This social marine mammal forms groups consisting of up to 100 individuals (2); those inhabiting coastal areas generally form the smallest schools, of 5 to 15 dolphins (4). These schools, which may be segregated by age and sex, have a fluid structure, with dolphins joining and splitting into smaller groups, although long-term bonds are also formed within this gregarious social system (2) (5). In the Bahamas, Atlantic spotted dolphins are often known to associate with bottlenose dolphins as they travel and search for fish, squid and bottom-dwelling invertebrates on which to feed (2).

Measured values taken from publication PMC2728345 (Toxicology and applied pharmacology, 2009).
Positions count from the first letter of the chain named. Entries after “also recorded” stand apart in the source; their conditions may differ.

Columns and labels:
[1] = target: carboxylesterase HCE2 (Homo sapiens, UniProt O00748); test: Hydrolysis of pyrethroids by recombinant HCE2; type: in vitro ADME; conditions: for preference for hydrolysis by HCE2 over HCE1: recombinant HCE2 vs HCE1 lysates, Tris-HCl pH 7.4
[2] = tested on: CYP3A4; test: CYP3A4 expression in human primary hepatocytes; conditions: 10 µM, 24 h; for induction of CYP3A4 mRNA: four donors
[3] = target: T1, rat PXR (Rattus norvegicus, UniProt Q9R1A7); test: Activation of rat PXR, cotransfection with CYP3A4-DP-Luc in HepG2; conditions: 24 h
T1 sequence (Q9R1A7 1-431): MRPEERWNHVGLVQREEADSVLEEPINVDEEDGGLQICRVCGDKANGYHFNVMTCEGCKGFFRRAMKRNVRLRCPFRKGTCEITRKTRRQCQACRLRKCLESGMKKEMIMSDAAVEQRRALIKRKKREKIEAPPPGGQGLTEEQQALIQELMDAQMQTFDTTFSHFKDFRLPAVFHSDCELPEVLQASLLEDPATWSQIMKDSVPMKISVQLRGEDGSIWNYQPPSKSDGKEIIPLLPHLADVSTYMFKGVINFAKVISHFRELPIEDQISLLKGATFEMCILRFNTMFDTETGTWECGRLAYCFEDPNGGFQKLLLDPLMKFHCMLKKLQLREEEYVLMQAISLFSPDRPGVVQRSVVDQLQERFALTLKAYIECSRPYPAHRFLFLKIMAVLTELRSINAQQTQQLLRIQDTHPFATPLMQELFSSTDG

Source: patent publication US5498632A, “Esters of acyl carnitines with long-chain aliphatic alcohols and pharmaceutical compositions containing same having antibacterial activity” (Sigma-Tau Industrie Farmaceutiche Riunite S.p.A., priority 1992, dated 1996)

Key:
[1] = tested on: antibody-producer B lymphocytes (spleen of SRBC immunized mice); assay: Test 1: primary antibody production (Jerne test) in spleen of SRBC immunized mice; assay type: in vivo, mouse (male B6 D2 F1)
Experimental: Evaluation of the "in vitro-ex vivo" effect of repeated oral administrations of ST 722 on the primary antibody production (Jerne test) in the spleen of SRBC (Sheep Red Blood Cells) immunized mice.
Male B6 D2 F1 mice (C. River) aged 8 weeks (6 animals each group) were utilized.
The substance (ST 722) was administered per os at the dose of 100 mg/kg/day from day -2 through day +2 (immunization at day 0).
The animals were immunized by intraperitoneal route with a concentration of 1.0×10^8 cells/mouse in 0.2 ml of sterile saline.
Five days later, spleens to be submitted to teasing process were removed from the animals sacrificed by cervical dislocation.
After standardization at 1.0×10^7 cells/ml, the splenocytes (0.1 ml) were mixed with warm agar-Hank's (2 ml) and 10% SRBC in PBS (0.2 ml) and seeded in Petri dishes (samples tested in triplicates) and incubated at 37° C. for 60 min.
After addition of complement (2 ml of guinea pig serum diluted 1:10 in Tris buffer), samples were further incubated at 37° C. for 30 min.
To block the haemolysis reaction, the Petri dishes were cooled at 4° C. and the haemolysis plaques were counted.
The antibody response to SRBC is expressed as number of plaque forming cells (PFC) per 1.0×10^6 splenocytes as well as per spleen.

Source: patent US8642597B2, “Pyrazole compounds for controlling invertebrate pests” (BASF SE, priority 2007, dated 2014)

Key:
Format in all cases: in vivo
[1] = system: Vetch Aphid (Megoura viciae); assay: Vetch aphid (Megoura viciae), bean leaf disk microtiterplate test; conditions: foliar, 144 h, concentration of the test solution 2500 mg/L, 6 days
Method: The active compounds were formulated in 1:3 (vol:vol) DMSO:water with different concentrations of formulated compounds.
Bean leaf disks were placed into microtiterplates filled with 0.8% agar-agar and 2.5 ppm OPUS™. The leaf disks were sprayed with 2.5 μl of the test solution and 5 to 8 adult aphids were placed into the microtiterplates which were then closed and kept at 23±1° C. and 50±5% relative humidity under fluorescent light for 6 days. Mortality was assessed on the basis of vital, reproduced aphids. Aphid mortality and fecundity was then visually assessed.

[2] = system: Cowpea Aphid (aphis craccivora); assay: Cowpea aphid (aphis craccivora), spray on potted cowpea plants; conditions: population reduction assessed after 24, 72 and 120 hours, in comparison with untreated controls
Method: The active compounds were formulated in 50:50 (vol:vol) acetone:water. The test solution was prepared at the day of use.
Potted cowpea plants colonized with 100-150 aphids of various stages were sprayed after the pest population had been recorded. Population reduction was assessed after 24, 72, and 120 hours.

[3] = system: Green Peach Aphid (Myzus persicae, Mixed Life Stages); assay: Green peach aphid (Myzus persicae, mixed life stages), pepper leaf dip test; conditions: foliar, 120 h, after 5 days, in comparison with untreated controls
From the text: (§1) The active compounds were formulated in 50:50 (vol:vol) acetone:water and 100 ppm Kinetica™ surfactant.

The Atlantic spotted dolphin is an acrobatic species, frequently riding the bow waves of boats (4), leaping out of the water, and playing at every opportunity (5). It is also capable of diving to up to 60 metres, remaining underwater for up to 6 minutes (2). It is known to be preyed on by sharks, but killer whales and other small-toothed whales may also be predators of this dolphin (2).
Mature female Atlantic spotted dolphins give birth every one to five years, with the average interval between births being three years. The young is nursed for up to five years, and females become sexually mature at an estimated eight to fifteen years of age (2).